Keep MASS in Christmas

For today’s (OK, it’s really yesterdays and there will be another one later today) reflection, I want to focus on the importance of Mass. We often hear the phrase “keep Christ in Christmas” from people who are frustrated with the over commercialization of Christmas. We hear this for good reason because many forget “the reason for the season” as they say. Heck these days Christians are fighting just to keep the word Christmas around as stores move to the slap in the face phrase “Happy Holidays”.

But lost in the phrase “keep Christ in Christmas” is the other half of the word: ‘mas’ which of course is a reference to Mass. Most people don’t know this but there used to be a number of ‘mas’ days. There was Candlemas celebrating the Presentation of Jesus in the temple as an infant. There was Michaelmas on September 29th to celebrate Michael’s victory of Lucifer. There was Childermas that commemorated the slaughter of the innocents by Herod. And there were others.

All of these celebrations/commemorations centered around Mass and with good reason. It is through Mass that Christ is made present to us in the Santuary, just like he was presented in the temple. It is through Mass that we celebrate Christ’s victory over death, just like Michael’s victory over satan. It is through Mass that we commemorate and tap into the slaughter of innocent blood in Christ that is our salvation. And finally, it is through Mass that we are able to recieve Christ in the Eucharist just as the world recieved Christ on Christmas day.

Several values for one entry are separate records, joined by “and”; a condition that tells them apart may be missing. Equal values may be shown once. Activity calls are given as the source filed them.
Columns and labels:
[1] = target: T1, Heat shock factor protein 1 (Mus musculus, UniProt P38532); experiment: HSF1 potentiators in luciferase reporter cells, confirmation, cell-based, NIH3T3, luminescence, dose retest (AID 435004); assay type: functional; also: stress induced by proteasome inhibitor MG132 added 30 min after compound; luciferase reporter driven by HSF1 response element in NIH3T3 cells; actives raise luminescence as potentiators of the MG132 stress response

So as we prepare ourselves for the Christmas season in this season of Advent let us prepare ourselves not just for the celebation of Christ’s birth but also for that which he came into the world for: for Christ’s Mass.

(I give credit to The Fith Column’s blog entry How the Christians Stole Christmas for the inspiration for this reflection.)

One Response to “Keep MASS in Christmas”

  1. Michael Says:

    While normally I tend to take sides against religion in most arguments (despite being a Confirmed Catholic) I have to agree that not allowing people to say “Merry Christmas” is the most stupid thing ever. It is not intolerant to say “Merry Christmas” to a non-Christian. It’s wrong to discrimiate against them or forcibly convert them, but making a display of one’s faith is in NO WAY insensitive. I think this is one case of the PC Police going way too far, and I’m a liberal!

    Also, Michaelmas is on September 29th and I was born on the 27th. Coincidence? I’d love to celebrate a holiday with the same name as me. Let’s bring it back, Ken!